Crumbs - I think it's just you. Sorry!

RepeatAdNauseum Fri 31-Jul-15 17:10:33

Crumbs - If I had expenses approved with "In this instance", I'd presume that they weren't going to pay for the same thing again - it was a one-off approval.

CandOdad Fri 31-Jul-15 17:11:44

I can see it as meaning "for the duration of this situation/project"

As in "in this instance the process will have to change, however for all other projects it will be as standard"

Shakey1500 Fri 31-Jul-15 17:20:22

I think it can mean both. Rather depends on the circumstances regarding the initial ask. Could you give us a fictional example that's close to the original?

AliceAlice1979 Fri 31-Jul-15 17:30:09

Context is key here! But without any further details /clarification in this instance should mean both for this circumstances and at this time only.

Sazzle41 Fri 31-Jul-15 18:15:56

My friend regularly needs to purchase stuff for her role but cant usually have the more expensive which isnt always the best for her role. The email titled with the stuff she was wanting to purchase that month which she said worked better re her role's needs, said 'Hi can my permissions file be changed so i can buy the more expensive stuff'.

The reply copying Finance mgr was 'in this instance'. Finance took this to mean change profile permanently and did so on logic of dont normally change permissions profiles back and forth apparently. So friend got stuff more expensive every time. Losses have been incurred and now they are trawling her expenses looking for dirt and meeting company lawyer.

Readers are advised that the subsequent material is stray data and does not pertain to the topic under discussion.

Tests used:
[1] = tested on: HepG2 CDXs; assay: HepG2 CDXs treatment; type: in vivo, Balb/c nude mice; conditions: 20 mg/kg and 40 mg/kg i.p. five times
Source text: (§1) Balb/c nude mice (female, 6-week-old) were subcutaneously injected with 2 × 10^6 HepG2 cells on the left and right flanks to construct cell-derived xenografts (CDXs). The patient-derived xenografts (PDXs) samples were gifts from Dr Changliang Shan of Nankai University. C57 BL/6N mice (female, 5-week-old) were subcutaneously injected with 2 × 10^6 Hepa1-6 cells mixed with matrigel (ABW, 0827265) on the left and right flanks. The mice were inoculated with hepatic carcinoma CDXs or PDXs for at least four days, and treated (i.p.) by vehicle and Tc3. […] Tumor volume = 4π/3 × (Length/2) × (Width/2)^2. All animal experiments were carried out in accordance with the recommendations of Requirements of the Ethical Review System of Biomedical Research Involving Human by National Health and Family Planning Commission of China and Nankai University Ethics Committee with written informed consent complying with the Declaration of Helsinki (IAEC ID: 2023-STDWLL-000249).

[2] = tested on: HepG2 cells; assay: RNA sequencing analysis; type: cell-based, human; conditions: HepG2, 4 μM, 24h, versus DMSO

GraysAnalogy Fri 31-Jul-15 18:17:58

I don't understand how anyone can get confused with 'in this instance'.It clearly means yes but only this time.

Preminstreltension Fri 31-Jul-15 18:20:30

I think she's on thin ice tbh. Was there anything different about this instance to the previous circs that meant they were willing to pay more for the supplies?

GraysAnalogy Fri 31-Jul-15 18:25:41

I also think the finance changing the profile is irrelevant really. Just because her profile allowed her to do it, doesn't mean she should have when she was told 'in this instance' only.

However, I think they're treating her badly taking it so seriously. She made a stupid mistake, but it doesn't warrant what they're doing IMO. If she has used them for her role, then its not like she wanted to rip the company off

Sazzle41 Fri 31-Jul-15 18:26:37

Perm employees in same job are allowed to buy the more expensive stuff - I am not sure why a one off was approved as i dont get the technical side of what she does to be honest.

lougle Fri 31-Jul-15 18:28:02

Tricky. I was going to say 'of course it meant only that time!' but having read your further posts I think it depends on how the initial request was worded.

If the request was giving a specific scenario as justification, then 'instance' meant for that scenario only.

If, however, it was giving a general justification on the grounds that x is a better product, then instance means for that item (which may be ongoing).

Bubblesinthesummer Fri 31-Jul-15 18:28:29

I think she is clutching straws tbh. Sorry.